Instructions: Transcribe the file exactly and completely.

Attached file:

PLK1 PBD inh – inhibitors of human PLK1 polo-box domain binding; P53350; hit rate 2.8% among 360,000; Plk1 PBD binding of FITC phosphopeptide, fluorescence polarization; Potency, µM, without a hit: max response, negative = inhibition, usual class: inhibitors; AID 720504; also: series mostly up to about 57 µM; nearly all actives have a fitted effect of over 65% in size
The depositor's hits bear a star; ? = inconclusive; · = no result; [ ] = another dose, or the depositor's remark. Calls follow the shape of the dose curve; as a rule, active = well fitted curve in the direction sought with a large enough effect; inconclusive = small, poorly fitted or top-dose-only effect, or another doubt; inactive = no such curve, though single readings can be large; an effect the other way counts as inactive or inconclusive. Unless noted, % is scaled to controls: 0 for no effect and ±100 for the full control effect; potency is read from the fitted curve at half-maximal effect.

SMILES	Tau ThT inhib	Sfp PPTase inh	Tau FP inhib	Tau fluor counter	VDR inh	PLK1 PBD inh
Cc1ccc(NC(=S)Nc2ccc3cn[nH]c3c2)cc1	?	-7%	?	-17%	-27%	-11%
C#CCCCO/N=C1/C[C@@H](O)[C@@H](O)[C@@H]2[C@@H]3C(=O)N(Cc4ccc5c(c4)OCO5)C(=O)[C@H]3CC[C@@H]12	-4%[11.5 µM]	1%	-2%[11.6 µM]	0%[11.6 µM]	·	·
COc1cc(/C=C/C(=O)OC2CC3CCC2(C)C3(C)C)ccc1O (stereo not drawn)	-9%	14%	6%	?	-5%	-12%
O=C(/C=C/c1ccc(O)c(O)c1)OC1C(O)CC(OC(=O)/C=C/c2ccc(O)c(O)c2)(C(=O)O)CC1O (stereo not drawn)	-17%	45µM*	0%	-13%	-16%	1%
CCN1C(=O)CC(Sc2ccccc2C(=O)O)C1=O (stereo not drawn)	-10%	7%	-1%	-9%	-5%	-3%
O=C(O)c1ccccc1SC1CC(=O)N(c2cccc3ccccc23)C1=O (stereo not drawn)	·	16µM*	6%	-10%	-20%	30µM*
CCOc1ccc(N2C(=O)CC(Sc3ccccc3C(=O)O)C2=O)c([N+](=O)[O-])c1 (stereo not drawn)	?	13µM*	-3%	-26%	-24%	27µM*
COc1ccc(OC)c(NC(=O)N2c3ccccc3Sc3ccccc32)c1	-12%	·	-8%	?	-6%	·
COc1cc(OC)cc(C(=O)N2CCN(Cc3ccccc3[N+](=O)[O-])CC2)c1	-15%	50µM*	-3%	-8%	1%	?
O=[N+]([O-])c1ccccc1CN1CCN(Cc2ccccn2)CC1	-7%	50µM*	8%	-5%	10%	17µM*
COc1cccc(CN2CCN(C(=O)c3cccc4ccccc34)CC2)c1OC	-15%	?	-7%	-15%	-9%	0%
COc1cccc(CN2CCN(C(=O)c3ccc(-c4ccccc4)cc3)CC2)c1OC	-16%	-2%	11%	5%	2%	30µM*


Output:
PLK1 PBD inh – inhibitors of human PLK1 polo-box domain binding; P53350; hit rate 2.8% among 360,000; Plk1 PBD binding of FITC phosphopeptide, fluorescence polarization; Potency, µM, without a hit: max response, negative = inhibition, usual class: inhibitors; AID 720504; also: series mostly up to about 57 µM; nearly all actives have a fitted effect of over 65% in size
The depositor's hits bear a star; ? = inconclusive; · = no result; [ ] = another dose, or the depositor's remark. Calls follow the shape of the dose curve; as a rule, active = well fitted curve in the direction sought with a large enough effect; inconclusive = small, poorly fitted or top-dose-only effect, or another doubt; inactive = no such curve, though single readings can be large; an effect the other way counts as inactive or inconclusive. Unless noted, % is scaled to controls: 0 for no effect and ±100 for the full control effect; potency is read from the fitted curve at half-maximal effect.

SMILES	Tau ThT inhib	Sfp PPTase inh	Tau FP inhib	Tau fluor counter	VDR inh	PLK1 PBD inh
Cc1ccc(NC(=S)Nc2ccc3cn[nH]c3c2)cc1	?	-7%	?	-17%	-27%	-11%
C#CCCCO/N=C1/C[C@@H](O)[C@@H](O)[C@@H]2[C@@H]3C(=O)N(Cc4ccc5c(c4)OCO5)C(=O)[C@H]3CC[C@@H]12	-4%[11.5 µM]	1%	-2%[11.6 µM]	0%[11.6 µM]	·	·
COc1cc(/C=C/C(=O)OC2CC3CCC2(C)C3(C)C)ccc1O (stereo not drawn)	-9%	14%	6%	?	-5%	-12%
O=C(/C=C/c1ccc(O)c(O)c1)OC1C(O)CC(OC(=O)/C=C/c2ccc(O)c(O)c2)(C(=O)O)CC1O (stereo not drawn)	-17%	45µM*	0%	-13%	-16%	1%
CCN1C(=O)CC(Sc2ccccc2C(=O)O)C1=O (stereo not drawn)	-10%	7%	-1%	-9%	-5%	-3%
O=C(O)c1ccccc1SC1CC(=O)N(c2cccc3ccccc23)C1=O (stereo not drawn)	·	16µM*	6%	-10%	-20%	30µM*
CCOc1ccc(N2C(=O)CC(Sc3ccccc3C(=O)O)C2=O)c([N+](=O)[O-])c1 (stereo not drawn)	?	13µM*	-3%	-26%	-24%	27µM*
COc1ccc(OC)c(NC(=O)N2c3ccccc3Sc3ccccc32)c1	-12%	·	-8%	?	-6%	·
COc1cc(OC)cc(C(=O)N2CCN(Cc3ccccc3[N+](=O)[O-])CC2)c1	-15%	50µM*	-3%	-8%	1%	?
O=[N+]([O-])c1ccccc1CN1CCN(Cc2ccccn2)CC1	-7%	50µM*	8%	-5%	10%	17µM*
COc1cccc(CN2CCN(C(=O)c3cccc4ccccc34)CC2)c1OC	-15%	?	-7%	-15%	-9%	0%
COc1cccc(CN2CCN(C(=O)c3ccc(-c4ccccc4)cc3)CC2)c1OC	-16%	-2%	11%	5%	2%	30µM*